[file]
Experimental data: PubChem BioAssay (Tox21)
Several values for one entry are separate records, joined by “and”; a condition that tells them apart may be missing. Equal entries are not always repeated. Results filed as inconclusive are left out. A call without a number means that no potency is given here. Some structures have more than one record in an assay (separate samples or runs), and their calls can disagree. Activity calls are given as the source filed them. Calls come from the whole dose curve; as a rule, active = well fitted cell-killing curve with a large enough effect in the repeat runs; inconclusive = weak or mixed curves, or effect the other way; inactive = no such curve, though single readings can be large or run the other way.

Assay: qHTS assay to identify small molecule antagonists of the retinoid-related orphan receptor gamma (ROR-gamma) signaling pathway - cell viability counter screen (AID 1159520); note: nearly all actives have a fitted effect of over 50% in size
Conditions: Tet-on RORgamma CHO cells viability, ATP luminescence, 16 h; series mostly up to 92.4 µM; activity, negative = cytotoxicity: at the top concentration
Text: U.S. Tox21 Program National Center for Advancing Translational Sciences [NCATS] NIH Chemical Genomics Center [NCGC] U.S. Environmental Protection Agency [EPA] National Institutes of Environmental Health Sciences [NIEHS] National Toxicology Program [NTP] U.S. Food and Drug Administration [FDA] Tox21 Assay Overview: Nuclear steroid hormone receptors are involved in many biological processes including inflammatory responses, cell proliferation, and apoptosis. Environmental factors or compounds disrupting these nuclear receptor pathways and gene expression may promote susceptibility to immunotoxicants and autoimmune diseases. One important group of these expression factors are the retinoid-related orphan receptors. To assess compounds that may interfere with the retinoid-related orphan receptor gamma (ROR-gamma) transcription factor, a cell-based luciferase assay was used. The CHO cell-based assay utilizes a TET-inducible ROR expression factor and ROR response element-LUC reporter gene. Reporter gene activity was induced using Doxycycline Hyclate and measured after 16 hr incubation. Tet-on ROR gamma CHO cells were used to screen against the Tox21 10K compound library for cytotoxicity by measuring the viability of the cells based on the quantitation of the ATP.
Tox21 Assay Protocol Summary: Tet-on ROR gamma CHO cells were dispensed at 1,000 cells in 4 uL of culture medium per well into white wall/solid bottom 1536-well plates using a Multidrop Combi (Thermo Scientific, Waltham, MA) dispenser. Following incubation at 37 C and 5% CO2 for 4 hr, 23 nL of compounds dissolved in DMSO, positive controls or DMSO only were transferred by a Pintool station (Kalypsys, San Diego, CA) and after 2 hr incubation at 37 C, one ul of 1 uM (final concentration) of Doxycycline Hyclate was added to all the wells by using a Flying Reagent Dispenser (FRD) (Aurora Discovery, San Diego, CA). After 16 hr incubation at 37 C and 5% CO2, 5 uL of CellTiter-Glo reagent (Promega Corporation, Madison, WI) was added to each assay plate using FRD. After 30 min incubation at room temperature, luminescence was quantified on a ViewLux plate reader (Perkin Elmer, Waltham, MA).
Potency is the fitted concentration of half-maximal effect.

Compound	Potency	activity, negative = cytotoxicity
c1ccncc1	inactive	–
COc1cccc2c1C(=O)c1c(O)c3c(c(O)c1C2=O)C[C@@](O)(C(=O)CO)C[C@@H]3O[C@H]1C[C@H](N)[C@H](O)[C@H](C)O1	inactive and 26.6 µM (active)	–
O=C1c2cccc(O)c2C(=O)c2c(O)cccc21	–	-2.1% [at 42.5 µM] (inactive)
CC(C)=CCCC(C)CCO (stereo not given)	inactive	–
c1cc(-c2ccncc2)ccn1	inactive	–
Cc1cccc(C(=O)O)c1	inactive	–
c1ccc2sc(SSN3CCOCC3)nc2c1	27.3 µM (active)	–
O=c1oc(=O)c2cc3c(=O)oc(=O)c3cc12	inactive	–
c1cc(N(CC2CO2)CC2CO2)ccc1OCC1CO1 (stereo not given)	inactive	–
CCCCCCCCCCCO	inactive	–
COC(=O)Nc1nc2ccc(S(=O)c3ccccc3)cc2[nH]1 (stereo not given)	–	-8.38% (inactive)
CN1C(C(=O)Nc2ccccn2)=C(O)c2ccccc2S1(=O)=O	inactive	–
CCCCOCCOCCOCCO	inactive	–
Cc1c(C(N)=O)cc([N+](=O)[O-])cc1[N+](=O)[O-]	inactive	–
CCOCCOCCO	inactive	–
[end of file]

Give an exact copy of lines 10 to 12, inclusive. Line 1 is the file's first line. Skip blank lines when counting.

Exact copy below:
COc1cccc2c1C(=O)c1c(O)c3c(c(O)c1C2=O)C[C@@](O)(C(=O)CO)C[C@@H]3O[C@H]1C[C@H](N)[C@H](O)[C@H](C)O1	inactive and 26.6 µM (active)	–
O=C1c2cccc(O)c2C(=O)c2c(O)cccc21	–	-2.1% [at 42.5 µM] (inactive)
CC(C)=CCCC(C)CCO (stereo not given)	inactive	–